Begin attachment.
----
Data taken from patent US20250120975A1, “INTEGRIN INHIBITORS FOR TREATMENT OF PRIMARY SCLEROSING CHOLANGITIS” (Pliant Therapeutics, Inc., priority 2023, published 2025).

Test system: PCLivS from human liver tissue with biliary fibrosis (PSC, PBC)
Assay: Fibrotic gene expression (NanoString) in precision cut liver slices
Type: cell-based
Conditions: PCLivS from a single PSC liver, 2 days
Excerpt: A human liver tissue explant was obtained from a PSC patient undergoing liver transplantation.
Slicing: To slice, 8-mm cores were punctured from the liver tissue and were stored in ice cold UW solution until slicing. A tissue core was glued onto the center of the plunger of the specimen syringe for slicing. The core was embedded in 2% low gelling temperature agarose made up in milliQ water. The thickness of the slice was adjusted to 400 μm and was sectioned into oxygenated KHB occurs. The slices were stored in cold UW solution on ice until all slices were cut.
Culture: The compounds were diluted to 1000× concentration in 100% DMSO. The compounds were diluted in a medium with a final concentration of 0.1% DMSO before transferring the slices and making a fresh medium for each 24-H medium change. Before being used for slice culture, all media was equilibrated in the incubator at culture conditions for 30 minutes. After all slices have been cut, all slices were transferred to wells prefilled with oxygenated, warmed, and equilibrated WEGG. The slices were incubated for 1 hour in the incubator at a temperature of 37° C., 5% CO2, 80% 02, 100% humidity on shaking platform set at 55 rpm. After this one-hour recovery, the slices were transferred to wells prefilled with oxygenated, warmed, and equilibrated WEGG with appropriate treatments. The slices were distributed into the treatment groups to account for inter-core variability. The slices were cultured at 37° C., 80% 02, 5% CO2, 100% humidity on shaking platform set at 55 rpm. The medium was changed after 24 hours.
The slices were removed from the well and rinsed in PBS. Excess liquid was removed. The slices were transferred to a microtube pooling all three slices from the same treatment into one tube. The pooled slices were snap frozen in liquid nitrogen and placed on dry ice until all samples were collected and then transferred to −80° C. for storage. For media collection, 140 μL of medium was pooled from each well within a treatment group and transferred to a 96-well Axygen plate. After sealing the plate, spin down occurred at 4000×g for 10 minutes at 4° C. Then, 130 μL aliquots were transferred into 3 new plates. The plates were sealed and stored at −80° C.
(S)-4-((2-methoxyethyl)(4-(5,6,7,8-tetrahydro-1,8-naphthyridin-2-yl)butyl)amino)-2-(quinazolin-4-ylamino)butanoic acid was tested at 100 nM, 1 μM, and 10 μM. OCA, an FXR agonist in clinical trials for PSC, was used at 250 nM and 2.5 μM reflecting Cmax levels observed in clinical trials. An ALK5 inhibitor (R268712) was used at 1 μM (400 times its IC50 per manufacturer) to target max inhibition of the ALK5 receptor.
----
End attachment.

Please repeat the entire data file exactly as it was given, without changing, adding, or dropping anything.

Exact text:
Data taken from patent US20250120975A1, “INTEGRIN INHIBITORS FOR TREATMENT OF PRIMARY SCLEROSING CHOLANGITIS” (Pliant Therapeutics, Inc., priority 2023, published 2025).

Test system: PCLivS from human liver tissue with biliary fibrosis (PSC, PBC)
Assay: Fibrotic gene expression (NanoString) in precision cut liver slices
Type: cell-based
Conditions: PCLivS from a single PSC liver, 2 days
Excerpt: A human liver tissue explant was obtained from a PSC patient undergoing liver transplantation.
Slicing: To slice, 8-mm cores were punctured from the liver tissue and were stored in ice cold UW solution until slicing. A tissue core was glued onto the center of the plunger of the specimen syringe for slicing. The core was embedded in 2% low gelling temperature agarose made up in milliQ water. The thickness of the slice was adjusted to 400 μm and was sectioned into oxygenated KHB occurs. The slices were stored in cold UW solution on ice until all slices were cut.
Culture: The compounds were diluted to 1000× concentration in 100% DMSO. The compounds were diluted in a medium with a final concentration of 0.1% DMSO before transferring the slices and making a fresh medium for each 24-H medium change. Before being used for slice culture, all media was equilibrated in the incubator at culture conditions for 30 minutes. After all slices have been cut, all slices were transferred to wells prefilled with oxygenated, warmed, and equilibrated WEGG. The slices were incubated for 1 hour in the incubator at a temperature of 37° C., 5% CO2, 80% 02, 100% humidity on shaking platform set at 55 rpm. After this one-hour recovery, the slices were transferred to wells prefilled with oxygenated, warmed, and equilibrated WEGG with appropriate treatments. The slices were distributed into the treatment groups to account for inter-core variability. The slices were cultured at 37° C., 80% 02, 5% CO2, 100% humidity on shaking platform set at 55 rpm. The medium was changed after 24 hours.
The slices were removed from the well and rinsed in PBS. Excess liquid was removed. The slices were transferred to a microtube pooling all three slices from the same treatment into one tube. The pooled slices were snap frozen in liquid nitrogen and placed on dry ice until all samples were collected and then transferred to −80° C. for storage. For media collection, 140 μL of medium was pooled from each well within a treatment group and transferred to a 96-well Axygen plate. After sealing the plate, spin down occurred at 4000×g for 10 minutes at 4° C. Then, 130 μL aliquots were transferred into 3 new plates. The plates were sealed and stored at −80° C.
(S)-4-((2-methoxyethyl)(4-(5,6,7,8-tetrahydro-1,8-naphthyridin-2-yl)butyl)amino)-2-(quinazolin-4-ylamino)butanoic acid was tested at 100 nM, 1 μM, and 10 μM. OCA, an FXR agonist in clinical trials for PSC, was used at 250 nM and 2.5 μM reflecting Cmax levels observed in clinical trials. An ALK5 inhibitor (R268712) was used at 1 μM (400 times its IC50 per manufacturer) to target max inhibition of the ALK5 receptor.